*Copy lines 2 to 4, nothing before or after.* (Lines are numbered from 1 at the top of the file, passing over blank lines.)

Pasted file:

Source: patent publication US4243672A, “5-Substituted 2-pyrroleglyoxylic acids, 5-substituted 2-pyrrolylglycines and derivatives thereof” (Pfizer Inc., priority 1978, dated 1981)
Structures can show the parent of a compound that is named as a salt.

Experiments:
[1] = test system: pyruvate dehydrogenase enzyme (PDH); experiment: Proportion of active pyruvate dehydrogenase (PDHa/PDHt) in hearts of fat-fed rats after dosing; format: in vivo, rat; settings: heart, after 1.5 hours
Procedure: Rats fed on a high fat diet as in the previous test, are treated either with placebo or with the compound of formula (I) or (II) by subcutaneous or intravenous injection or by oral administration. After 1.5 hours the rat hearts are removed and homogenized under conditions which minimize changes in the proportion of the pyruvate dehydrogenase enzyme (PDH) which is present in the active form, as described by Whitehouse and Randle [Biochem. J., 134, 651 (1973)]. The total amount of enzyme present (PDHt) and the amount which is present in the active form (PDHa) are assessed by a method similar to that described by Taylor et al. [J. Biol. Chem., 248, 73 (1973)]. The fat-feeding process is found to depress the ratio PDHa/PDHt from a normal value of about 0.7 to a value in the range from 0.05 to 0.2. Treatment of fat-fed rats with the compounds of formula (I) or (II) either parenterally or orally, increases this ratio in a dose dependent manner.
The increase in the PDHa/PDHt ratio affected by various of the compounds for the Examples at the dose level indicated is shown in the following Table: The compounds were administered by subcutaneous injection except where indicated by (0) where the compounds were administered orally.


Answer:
Structures can show the parent of a compound that is named as a salt.

Experiments:
[1] = test system: pyruvate dehydrogenase enzyme (PDH); experiment: Proportion of active pyruvate dehydrogenase (PDHa/PDHt) in hearts of fat-fed rats after dosing; format: in vivo, rat; settings: heart, after 1.5 hours